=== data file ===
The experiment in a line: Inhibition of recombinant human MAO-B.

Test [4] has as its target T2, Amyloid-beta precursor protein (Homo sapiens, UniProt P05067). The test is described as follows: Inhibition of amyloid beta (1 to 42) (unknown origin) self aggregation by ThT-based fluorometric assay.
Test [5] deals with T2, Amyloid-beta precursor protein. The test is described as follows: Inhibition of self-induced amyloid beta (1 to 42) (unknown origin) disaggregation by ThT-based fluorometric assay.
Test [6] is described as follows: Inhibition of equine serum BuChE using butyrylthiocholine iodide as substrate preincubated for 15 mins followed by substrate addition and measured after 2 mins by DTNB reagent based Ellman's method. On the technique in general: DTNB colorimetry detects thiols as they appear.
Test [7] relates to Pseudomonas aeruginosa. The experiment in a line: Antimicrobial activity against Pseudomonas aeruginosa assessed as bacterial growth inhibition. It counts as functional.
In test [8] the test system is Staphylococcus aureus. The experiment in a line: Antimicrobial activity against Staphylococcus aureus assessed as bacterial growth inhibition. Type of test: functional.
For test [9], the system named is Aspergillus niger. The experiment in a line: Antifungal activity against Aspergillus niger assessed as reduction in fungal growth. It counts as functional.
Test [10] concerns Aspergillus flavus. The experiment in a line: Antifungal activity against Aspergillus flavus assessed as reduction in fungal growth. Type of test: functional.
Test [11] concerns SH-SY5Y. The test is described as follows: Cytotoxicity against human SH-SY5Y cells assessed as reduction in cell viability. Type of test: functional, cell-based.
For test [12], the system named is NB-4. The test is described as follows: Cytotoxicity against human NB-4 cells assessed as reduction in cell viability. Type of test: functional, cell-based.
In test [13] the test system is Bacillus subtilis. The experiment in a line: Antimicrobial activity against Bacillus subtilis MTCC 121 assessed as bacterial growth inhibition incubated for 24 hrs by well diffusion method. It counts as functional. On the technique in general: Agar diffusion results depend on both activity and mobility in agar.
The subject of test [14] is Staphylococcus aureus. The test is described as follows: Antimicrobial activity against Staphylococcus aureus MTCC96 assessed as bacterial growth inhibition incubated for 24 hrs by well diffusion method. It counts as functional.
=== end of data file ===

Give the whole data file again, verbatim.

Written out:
The experiment in a line: Inhibition of recombinant human MAO-B.

Test [4] has as its target T2, Amyloid-beta precursor protein (Homo sapiens, UniProt P05067). The test is described as follows: Inhibition of amyloid beta (1 to 42) (unknown origin) self aggregation by ThT-based fluorometric assay.
Test [5] deals with T2, Amyloid-beta precursor protein. The test is described as follows: Inhibition of self-induced amyloid beta (1 to 42) (unknown origin) disaggregation by ThT-based fluorometric assay.
Test [6] is described as follows: Inhibition of equine serum BuChE using butyrylthiocholine iodide as substrate preincubated for 15 mins followed by substrate addition and measured after 2 mins by DTNB reagent based Ellman's method. On the technique in general: DTNB colorimetry detects thiols as they appear.
Test [7] relates to Pseudomonas aeruginosa. The experiment in a line: Antimicrobial activity against Pseudomonas aeruginosa assessed as bacterial growth inhibition. It counts as functional.
In test [8] the test system is Staphylococcus aureus. The experiment in a line: Antimicrobial activity against Staphylococcus aureus assessed as bacterial growth inhibition. Type of test: functional.
For test [9], the system named is Aspergillus niger. The experiment in a line: Antifungal activity against Aspergillus niger assessed as reduction in fungal growth. It counts as functional.
Test [10] concerns Aspergillus flavus. The experiment in a line: Antifungal activity against Aspergillus flavus assessed as reduction in fungal growth. Type of test: functional.
Test [11] concerns SH-SY5Y. The test is described as follows: Cytotoxicity against human SH-SY5Y cells assessed as reduction in cell viability. Type of test: functional, cell-based.
For test [12], the system named is NB-4. The test is described as follows: Cytotoxicity against human NB-4 cells assessed as reduction in cell viability. Type of test: functional, cell-based.
In test [13] the test system is Bacillus subtilis. The experiment in a line: Antimicrobial activity against Bacillus subtilis MTCC 121 assessed as bacterial growth inhibition incubated for 24 hrs by well diffusion method. It counts as functional. On the technique in general: Agar diffusion results depend on both activity and mobility in agar.
The subject of test [14] is Staphylococcus aureus. The test is described as follows: Antimicrobial activity against Staphylococcus aureus MTCC96 assessed as bacterial growth inhibition incubated for 24 hrs by well diffusion method. It counts as functional.